Keep Your Heart Healthy: Tips for Reducing Risk of Heart Disease


Heart disease is a condition in which plaque begins to build and cause poor blood circulation. This can ultimately lead to heart complications or stroke. Heart disease takes over 600,000 lives each year in the U.S. alone, making it the leading cause of death. With 24% of all American deaths being linked to heart disease, it poses a real threat.

These statistics often lead to questions about your risk, your family's risk, and the preventative measures you can take. While some people are at higher risk for heart disease than others, there are steps that everyone can take to help keep their heart healthy.

With World Heart Day right around the corner on September 29, we want to equip you with the knowledge you need to fight heart disease. Read on to discover the causes linked to heart disease and the preventative steps you can take reduce your risk and live your best life.

Heart Disease Risk Factors

Heart disease is often thought to be synonymous with cardiovascular disease. However, there are many different types of heart disease, including blood vessel disease, inflammation of the heart, and arrhythmia. Research has found there are three main causes of heart disease: hypertension, high cholesterol, and smoking. You can reduce risk for heart disease by taking measures to prevent conditions like hypertension and high cholesterol.

There is quite a bit of overlap between hypertension and high cholesterol. Hypertension is defined as blood pressure that is higher than recommended. Hypertension has many causes, including smoking, obesity, high sodium intake, alcohol abuse, and stress. On the other hand, high cholesterol occurs when there is a vast increase of cholesterol in the blood. This can lead to the development of fatty deposits in the vessel, which hinders blood flow. Very similar to hypertension, high cholesterol has been linked to smoking, obesity, stress, and a lack of exercise.

Reducing the Risk of Heart Disease

Reducing the risk of heart disease is all about being heart smart. Through knowledge, dedication, and action, we can decrease our chances of developing heart disease.

Your heart is a hard-working organ, and it's important to take care of it. Lifestyle factors play a significant role in this. A few areas to focus on are:

  • Maintain a Healthy Diet

    "You are what you eat." A healthy diet not only helps give the body the energy it needs, but it also contributes to a healthier heart. Eating fresh fruit, vegetables, and whole grains, and limiting sodium, added sugars, saturated and trans fats, and alcohol can be beneficial. The U.S. Health & Human Services website offers several programs and resources focusing on nutrition.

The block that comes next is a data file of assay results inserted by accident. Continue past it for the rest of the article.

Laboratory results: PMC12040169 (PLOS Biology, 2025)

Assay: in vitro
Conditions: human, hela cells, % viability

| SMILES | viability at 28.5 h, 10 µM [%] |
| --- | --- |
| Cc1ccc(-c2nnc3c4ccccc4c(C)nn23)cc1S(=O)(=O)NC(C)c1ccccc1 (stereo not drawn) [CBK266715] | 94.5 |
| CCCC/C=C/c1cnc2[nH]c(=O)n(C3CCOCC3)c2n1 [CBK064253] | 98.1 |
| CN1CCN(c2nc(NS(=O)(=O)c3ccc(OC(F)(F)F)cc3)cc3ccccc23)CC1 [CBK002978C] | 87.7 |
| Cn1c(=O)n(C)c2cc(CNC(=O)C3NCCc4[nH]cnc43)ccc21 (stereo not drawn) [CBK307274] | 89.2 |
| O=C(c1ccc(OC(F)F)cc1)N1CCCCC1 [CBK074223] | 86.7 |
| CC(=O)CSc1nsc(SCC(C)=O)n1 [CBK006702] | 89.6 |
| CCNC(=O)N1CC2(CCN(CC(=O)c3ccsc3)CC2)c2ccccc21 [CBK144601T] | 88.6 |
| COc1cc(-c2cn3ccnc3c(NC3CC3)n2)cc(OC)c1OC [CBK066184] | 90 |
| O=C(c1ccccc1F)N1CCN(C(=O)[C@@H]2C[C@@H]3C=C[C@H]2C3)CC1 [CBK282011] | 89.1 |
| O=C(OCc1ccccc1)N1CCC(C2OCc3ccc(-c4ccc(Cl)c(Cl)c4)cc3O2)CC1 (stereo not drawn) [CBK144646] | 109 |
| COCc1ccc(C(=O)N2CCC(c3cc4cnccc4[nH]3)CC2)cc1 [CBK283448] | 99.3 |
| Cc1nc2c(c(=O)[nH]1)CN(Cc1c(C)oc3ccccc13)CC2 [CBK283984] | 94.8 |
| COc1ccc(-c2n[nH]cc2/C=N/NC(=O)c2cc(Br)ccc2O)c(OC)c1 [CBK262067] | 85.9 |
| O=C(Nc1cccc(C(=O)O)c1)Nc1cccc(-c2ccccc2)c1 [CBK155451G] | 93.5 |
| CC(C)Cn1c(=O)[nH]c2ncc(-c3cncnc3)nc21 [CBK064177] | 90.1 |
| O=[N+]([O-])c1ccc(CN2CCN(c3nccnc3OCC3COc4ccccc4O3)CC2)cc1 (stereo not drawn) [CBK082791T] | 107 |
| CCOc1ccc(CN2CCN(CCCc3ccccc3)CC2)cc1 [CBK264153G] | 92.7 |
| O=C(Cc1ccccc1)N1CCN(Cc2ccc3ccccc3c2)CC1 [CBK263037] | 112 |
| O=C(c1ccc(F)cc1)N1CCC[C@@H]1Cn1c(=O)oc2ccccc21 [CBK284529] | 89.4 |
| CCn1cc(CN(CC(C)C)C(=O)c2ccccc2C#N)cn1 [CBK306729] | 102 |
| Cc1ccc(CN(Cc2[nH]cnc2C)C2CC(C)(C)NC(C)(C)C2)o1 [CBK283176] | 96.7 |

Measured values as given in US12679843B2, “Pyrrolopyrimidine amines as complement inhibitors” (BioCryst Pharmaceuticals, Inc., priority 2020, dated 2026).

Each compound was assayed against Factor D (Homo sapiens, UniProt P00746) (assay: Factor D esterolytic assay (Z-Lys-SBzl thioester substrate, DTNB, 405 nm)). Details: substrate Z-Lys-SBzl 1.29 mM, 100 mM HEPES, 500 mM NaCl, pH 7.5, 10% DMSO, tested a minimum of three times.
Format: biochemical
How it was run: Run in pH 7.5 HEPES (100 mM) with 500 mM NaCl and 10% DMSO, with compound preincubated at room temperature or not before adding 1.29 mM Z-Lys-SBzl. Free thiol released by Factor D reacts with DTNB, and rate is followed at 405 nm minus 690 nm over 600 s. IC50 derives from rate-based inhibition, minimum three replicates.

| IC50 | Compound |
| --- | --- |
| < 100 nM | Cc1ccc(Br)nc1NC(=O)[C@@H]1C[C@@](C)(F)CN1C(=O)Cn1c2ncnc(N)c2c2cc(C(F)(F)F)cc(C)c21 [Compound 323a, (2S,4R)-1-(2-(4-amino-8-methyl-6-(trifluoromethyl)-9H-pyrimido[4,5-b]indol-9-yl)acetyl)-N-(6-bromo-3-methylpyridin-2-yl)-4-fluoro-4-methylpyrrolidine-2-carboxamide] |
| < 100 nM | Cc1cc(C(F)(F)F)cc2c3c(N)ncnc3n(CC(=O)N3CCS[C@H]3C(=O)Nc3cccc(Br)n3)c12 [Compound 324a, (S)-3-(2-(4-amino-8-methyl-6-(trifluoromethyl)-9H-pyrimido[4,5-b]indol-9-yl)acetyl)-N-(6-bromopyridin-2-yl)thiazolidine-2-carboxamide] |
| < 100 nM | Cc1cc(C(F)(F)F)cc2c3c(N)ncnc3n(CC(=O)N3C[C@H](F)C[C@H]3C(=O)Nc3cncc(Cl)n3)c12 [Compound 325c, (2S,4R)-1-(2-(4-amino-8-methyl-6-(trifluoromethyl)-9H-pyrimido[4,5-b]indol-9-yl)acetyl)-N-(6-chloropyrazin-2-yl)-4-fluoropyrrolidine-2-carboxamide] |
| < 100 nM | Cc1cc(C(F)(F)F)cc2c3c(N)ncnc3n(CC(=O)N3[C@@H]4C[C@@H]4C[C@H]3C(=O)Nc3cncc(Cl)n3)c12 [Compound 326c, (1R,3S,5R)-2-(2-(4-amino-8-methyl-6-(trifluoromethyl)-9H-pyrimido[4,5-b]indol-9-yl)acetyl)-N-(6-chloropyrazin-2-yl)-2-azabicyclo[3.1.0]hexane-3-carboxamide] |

• Stop Smoking

    Smoking is a leading factor in both hypertension and high cholesterol. This is because smoking cigarettes can narrow blood vessels and harm their walls, making them prone to accumulating fatty deposits. Cutting back or quitting smoking is another step towards a healthier heart.

  • Exercise Regularly

    Exercise has many benefits. It helps you achieve and maintain a healthy weight, gives the body more energy, and improves the performance of the heart. Your heart is a muscle, and cardiovascular exercise will help to make it stronger and healthier. No gym membership? No problem. Many routines can be done at home, and partaking in recreational sports is a great way to exercise the mind and body while having fun.

  • Limit Stress

    High stress can have an impact on both the body and the mind, and the heart is no exception — high blood pressure and unhealthy habits can result from sustained stress levels. Fortunately, there are many mobile apps dedicated to stress reduction that can help. In addition, relaxation techniques like exercise, therapy, and even your favorite hobby can help you deal with stressful situations. Taking measures to reduce stress has many benefits, including higher quality of sleep, mood improvement, and increased energy.

  • Monitor your Health

    Regularly monitoring vital signs can ensure you are on top of your own health. For heart disease in particular, keep an eye on risk factors like BMI, cholesterol, triglycerides, and blood pressure. It's also important to visit your doctor regularly. Annual visits help to identify anything you may have missed and prevent a serious issue before it escalates.

    According to MedlinePlus, symptoms such as chest pain, ankle swelling, palpitations, fatigue, and shortness of breath are causes for concern. If you fear that you may have heart disease, following up with a medical professional is always recommended.

Living with Heart Disease

Unfortunately, some risk factors for heart disease can't be controlled. Age, sex, ethnic background, and family history all impact your likelihood of having heart disease. And although you can't change all risk factors, there are steps you can take to help cope with this condition.

If you have heart disease and are at high risk of sudden cardiac death, you should know your options. For example, wearable cardioverter defibrillators (WCD) can help protect you by identifying a potentially dangerous heart rhythm and delivering a shock if necessary. In addition, following a healthy heart lifestyle can help prevent your condition from escalating.

Final Thoughts

Caring for your heart is easier than you may think. Healthy habits tend to have a domino effect, and a well-rounded healthy lifestyle can aid in your fight against heart disease. Both the short- and long-term effects of adopting healthier habits are clearly worth the effort.

Are you heart smart?

For this year's World Heart Day, make it your mission to become a heart hero. Learn what you can do to protect yourself and your loved ones at the World Heart Federation.